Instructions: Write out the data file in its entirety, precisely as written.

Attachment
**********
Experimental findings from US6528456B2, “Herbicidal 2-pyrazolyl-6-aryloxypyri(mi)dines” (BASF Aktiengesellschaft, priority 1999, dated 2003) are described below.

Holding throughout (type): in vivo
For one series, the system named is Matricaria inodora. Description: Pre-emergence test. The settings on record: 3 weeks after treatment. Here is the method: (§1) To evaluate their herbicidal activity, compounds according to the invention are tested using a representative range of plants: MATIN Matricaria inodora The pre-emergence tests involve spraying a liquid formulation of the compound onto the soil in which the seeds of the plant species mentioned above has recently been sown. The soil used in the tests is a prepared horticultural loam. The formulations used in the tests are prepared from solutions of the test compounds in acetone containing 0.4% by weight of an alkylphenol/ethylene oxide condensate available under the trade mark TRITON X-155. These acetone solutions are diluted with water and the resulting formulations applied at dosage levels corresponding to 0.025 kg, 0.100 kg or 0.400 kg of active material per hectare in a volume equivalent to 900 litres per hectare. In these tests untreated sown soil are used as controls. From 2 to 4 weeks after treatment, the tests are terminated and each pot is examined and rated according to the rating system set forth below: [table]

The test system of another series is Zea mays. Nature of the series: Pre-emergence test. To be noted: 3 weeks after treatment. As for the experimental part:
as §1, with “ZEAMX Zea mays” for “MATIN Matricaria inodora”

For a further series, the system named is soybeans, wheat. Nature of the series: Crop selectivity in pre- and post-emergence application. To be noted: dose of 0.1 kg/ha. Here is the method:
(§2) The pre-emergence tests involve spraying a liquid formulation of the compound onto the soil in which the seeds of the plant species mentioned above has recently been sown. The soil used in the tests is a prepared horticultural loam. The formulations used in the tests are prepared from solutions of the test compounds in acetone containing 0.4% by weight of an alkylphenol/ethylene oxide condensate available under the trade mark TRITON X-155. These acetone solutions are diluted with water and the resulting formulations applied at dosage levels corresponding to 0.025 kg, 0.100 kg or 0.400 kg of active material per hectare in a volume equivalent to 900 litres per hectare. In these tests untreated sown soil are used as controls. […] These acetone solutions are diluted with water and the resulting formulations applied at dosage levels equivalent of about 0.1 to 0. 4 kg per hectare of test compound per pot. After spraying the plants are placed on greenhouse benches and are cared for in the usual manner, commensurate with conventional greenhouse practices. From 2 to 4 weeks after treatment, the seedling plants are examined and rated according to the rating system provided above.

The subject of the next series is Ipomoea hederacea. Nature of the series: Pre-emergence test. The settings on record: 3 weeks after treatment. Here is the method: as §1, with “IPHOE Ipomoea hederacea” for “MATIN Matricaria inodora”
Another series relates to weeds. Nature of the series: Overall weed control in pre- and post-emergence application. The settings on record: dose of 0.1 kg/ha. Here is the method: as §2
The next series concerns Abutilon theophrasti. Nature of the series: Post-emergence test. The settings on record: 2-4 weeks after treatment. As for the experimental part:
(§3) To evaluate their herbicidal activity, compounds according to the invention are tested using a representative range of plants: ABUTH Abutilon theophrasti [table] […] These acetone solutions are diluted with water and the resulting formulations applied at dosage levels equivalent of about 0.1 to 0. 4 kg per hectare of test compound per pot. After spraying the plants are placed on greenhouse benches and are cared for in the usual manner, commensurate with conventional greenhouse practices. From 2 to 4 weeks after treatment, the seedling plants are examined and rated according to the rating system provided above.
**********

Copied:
Experimental findings from US6528456B2, “Herbicidal 2-pyrazolyl-6-aryloxypyri(mi)dines” (BASF Aktiengesellschaft, priority 1999, dated 2003) are described below.

Holding throughout (type): in vivo
For one series, the system named is Matricaria inodora. Description: Pre-emergence test. The settings on record: 3 weeks after treatment. Here is the method: (§1) To evaluate their herbicidal activity, compounds according to the invention are tested using a representative range of plants: MATIN Matricaria inodora The pre-emergence tests involve spraying a liquid formulation of the compound onto the soil in which the seeds of the plant species mentioned above has recently been sown. The soil used in the tests is a prepared horticultural loam. The formulations used in the tests are prepared from solutions of the test compounds in acetone containing 0.4% by weight of an alkylphenol/ethylene oxide condensate available under the trade mark TRITON X-155. These acetone solutions are diluted with water and the resulting formulations applied at dosage levels corresponding to 0.025 kg, 0.100 kg or 0.400 kg of active material per hectare in a volume equivalent to 900 litres per hectare. In these tests untreated sown soil are used as controls. From 2 to 4 weeks after treatment, the tests are terminated and each pot is examined and rated according to the rating system set forth below: [table]

The test system of another series is Zea mays. Nature of the series: Pre-emergence test. To be noted: 3 weeks after treatment. As for the experimental part:
as §1, with “ZEAMX Zea mays” for “MATIN Matricaria inodora”

For a further series, the system named is soybeans, wheat. Nature of the series: Crop selectivity in pre- and post-emergence application. To be noted: dose of 0.1 kg/ha. Here is the method:
(§2) The pre-emergence tests involve spraying a liquid formulation of the compound onto the soil in which the seeds of the plant species mentioned above has recently been sown. The soil used in the tests is a prepared horticultural loam. The formulations used in the tests are prepared from solutions of the test compounds in acetone containing 0.4% by weight of an alkylphenol/ethylene oxide condensate available under the trade mark TRITON X-155. These acetone solutions are diluted with water and the resulting formulations applied at dosage levels corresponding to 0.025 kg, 0.100 kg or 0.400 kg of active material per hectare in a volume equivalent to 900 litres per hectare. In these tests untreated sown soil are used as controls. […] These acetone solutions are diluted with water and the resulting formulations applied at dosage levels equivalent of about 0.1 to 0. 4 kg per hectare of test compound per pot. After spraying the plants are placed on greenhouse benches and are cared for in the usual manner, commensurate with conventional greenhouse practices. From 2 to 4 weeks after treatment, the seedling plants are examined and rated according to the rating system provided above.

The subject of the next series is Ipomoea hederacea. Nature of the series: Pre-emergence test. The settings on record: 3 weeks after treatment. Here is the method: as §1, with “IPHOE Ipomoea hederacea” for “MATIN Matricaria inodora”
Another series relates to weeds. Nature of the series: Overall weed control in pre- and post-emergence application. The settings on record: dose of 0.1 kg/ha. Here is the method: as §2
The next series concerns Abutilon theophrasti. Nature of the series: Post-emergence test. The settings on record: 2-4 weeks after treatment. As for the experimental part:
(§3) To evaluate their herbicidal activity, compounds according to the invention are tested using a representative range of plants: ABUTH Abutilon theophrasti [table] […] These acetone solutions are diluted with water and the resulting formulations applied at dosage levels equivalent of about 0.1 to 0. 4 kg per hectare of test compound per pot. After spraying the plants are placed on greenhouse benches and are cared for in the usual manner, commensurate with conventional greenhouse practices. From 2 to 4 weeks after treatment, the seedling plants are examined and rated according to the rating system provided above.